Unit 5: Case Study Group Work-Spatial Data Investigation
Unit 5 will delve more into an examination of food security using online ArcGIS. The class begins with a GIS-based exploration of data available for the three regions. The rest of the class period is provided for group work creating an action plan for a food insecurity issue teams have identified for their region. Students will utilize their maps from ArcGIS Online within their action plan. One component of the summative assessment, to be submitted in Unit 6, is a community-based action plan of how the selected community can increase food security and lessen vulnerability.
(After students have completed Units 4, 5, and 6) they will be able to:
- Brainstorm solution(s) to the wicked problem of food security using spatial tools.
- Synthesize multiple data sets and types of background material.
- Describe the various factors that influence food security in three different regional contexts.
- Make connections between the Earth system and cultural, economic, and political processes to understand the wicked problem of food security.
Context for Use
Unit 5 builds on understanding of the wicked problem of Global Food Security and provides an opportunity for students to apply their knowledge by identifying and addressing a food security issue from a regional context. In Unit 5, we shift our focus to utilizing already created data sets in ArcGIS Online (AGO). The instructor will provide data sets in AGO, however, they are not limited to using these data sets. Ideally the students will have two class periods to complete Units 4 and 5 and will present their analyses to the class in Unit 6.
This unit builds on food security and Earth system science covered in the first three units. It can be taught in any course discussing food security or it can be modified to fit a variety of courses in the sciences and social sciences. The activities included in this unit are appropriate for introductory-level college students or as a basis for more in-depth class discussions on food security for upper-level students.This unit is designed for a 90-minute face-to-face class and is appropriate for lower division undergraduates who are enrolled in social science, environmental science, or ecology courses. The lesson as designed requires a prior introduction to the basic sociopolitical, cultural, and economic aspects of global food security (see unit 1 as an example), an introduction to Earth's climate zones and climate change (see Units 2 and 3), and regional background provided in Unit 4. Ideally, students will have access to a computer lab to conduct the spatial analysis assigned for classwork. Alternatively, the instructor can demonstrate the activity and assign as homework if a computer lab is not available.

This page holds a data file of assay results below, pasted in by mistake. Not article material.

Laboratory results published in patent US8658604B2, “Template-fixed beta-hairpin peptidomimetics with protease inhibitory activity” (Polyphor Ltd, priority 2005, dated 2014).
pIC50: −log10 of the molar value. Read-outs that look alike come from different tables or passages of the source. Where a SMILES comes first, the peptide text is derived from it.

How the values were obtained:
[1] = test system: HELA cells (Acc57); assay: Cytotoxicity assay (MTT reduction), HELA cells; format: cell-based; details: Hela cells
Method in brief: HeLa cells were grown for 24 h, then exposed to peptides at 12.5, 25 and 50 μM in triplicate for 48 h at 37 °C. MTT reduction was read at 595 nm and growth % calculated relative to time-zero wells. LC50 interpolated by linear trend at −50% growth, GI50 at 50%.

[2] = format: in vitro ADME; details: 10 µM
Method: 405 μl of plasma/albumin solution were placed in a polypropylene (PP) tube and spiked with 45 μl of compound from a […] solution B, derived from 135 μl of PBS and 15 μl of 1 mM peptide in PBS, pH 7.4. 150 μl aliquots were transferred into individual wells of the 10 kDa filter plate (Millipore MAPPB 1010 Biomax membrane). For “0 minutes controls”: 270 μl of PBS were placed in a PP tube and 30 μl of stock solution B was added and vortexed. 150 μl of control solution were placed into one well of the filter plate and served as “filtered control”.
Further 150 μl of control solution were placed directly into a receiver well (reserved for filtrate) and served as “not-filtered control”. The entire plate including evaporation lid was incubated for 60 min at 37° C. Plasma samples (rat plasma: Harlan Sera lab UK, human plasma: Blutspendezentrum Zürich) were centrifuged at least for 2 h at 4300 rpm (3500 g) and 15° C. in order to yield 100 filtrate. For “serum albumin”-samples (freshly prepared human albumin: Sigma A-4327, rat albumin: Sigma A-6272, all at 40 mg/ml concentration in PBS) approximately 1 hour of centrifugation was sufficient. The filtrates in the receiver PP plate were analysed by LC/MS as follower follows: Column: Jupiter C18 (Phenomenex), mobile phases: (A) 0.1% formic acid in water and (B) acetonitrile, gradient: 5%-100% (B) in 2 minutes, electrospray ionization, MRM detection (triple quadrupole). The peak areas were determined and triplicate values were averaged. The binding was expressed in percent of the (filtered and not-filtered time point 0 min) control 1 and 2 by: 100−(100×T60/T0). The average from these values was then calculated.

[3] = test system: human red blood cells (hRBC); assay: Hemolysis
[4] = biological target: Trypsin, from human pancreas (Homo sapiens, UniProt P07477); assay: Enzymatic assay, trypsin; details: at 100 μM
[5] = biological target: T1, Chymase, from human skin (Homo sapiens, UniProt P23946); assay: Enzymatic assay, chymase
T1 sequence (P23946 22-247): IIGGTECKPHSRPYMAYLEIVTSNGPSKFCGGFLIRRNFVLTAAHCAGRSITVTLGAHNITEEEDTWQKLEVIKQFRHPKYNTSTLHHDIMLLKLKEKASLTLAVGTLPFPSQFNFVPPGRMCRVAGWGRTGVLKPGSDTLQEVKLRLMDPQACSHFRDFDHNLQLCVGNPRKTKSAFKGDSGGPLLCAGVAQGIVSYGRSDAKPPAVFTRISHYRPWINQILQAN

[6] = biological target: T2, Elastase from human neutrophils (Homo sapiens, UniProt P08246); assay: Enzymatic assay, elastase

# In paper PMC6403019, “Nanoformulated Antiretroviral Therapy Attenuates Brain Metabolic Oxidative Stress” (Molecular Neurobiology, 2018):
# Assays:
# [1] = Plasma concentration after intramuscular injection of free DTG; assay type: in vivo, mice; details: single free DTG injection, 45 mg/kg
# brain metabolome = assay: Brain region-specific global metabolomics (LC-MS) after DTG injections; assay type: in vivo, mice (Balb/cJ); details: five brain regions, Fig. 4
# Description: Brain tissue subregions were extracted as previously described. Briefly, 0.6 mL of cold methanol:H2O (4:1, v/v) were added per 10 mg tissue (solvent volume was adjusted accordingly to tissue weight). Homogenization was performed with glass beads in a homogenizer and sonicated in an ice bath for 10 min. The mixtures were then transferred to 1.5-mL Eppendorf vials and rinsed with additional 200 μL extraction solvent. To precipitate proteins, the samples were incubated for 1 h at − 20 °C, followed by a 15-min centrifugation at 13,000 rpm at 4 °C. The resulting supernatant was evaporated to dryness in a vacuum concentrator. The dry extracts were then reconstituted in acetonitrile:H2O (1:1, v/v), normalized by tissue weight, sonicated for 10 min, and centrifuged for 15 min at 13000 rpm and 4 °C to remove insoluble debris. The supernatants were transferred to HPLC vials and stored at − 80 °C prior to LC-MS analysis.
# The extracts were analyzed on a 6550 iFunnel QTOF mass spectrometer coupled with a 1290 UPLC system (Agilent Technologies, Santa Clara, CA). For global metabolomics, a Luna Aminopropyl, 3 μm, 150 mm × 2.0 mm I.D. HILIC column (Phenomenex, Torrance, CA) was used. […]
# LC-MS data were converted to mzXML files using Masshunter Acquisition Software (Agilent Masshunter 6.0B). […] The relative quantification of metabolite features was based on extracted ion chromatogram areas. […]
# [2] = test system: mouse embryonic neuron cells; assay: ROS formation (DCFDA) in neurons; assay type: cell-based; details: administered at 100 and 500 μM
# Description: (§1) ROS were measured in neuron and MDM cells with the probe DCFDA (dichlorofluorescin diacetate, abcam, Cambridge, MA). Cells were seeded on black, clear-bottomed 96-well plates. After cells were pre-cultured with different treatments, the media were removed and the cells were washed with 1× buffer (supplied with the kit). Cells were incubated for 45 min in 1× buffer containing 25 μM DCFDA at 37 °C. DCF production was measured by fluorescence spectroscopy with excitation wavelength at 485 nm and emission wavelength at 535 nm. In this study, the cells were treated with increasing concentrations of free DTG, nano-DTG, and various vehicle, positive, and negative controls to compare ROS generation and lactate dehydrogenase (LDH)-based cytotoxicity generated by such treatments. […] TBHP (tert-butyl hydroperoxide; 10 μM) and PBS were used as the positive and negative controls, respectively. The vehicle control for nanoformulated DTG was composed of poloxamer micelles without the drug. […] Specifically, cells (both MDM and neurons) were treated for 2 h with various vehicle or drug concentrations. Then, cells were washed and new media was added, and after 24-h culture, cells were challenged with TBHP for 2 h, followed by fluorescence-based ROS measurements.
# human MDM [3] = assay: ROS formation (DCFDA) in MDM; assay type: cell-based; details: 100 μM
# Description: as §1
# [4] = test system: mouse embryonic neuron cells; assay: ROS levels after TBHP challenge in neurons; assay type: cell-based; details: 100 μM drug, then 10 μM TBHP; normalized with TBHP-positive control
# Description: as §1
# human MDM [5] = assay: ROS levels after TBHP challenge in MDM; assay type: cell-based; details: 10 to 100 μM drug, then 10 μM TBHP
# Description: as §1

Description and Teaching Materials
5.1 Group Discussion (50 minutes)
Students will meet in their regional groups, and work through the AGO materials provided. After their analysis, students will create maps to be included in their final presentation.
- Region 1 (New York City): ArcGIS Online Activity: NYC AGO Activity (Microsoft Word 2007 (.docx) 165kB Dec2 16)
- Region 2 (Nebraska): Nebraska AGO Activity (Microsoft Word 2007 (.docx) 25kB Dec2 16)
- Region 3 (Caribbean): ArcGIS Online Activity Caribbean AGO Activity (Microsoft Word 2007 (.docx) 157kB Dec2 16)
5.2 Group Work (40 minutes)
The rest of the class period is provided for group work creating an action plan for a food insecurity issue teams have identified for their region.
5.3 Post-class Activity
Students will continue to work on their case studies as homework in preparation for the gallery walk.
Teaching Notes and Tips
Data sources for each case study region (New York City, Nebraska, and CARICOM) are provided to assist students in completing the AGO assignment. You may find it desirable to include your own community within a case study region, in which case you will need to identify resources with a regional focus beforehand. More detailed analysis is possible if students are assigned part of the work as a homework project and there is a week of time or more between Units 4 and 5 and the submission of the assignment in week 6.
Here are instructions on how to create an AGO activity for a new region: AGO template instructions (Microsoft Word 2007 (.docx) 22kB Dec2 16)
Each region is unique in terms of the types/quantity of data that are available for student analysis (particularly the Caribbean). This is an opportunity to have a discussion on the unevenness of data availability with your students.
Learn more about Gallery Walks from Pedagogy in Action http://serc.carleton.edu/sp/library/gallerywalk/index.html
References and Resources
Food Deserts and Access
- Whitacre, P., Tsai, P. and Mulligan, J., eds. (2009) The Public Health Effects of Food Deserts: Workshop Summary. National Academies Press, 115p.
- Segal, A. (2010) Food Deserts: Global Crisis in New York City: Causes, Impacts and Solutions. Consilience: The Journal of Sustainable Development 3(1) 197-214.
Bailey, J. (2010) Rural Grocery Stores: Importance and Challenges. Center for Rural Affairs.
Caribbean Community and Common Market (CARICOM)
- FAO (nd.) Antigua, Barbuda and FAO: Building Sustainable Food and Nutrition Security.
- Government of Antigua and Barbuda. 2012 Food and Nutrition Security for Antigua and Barbuda.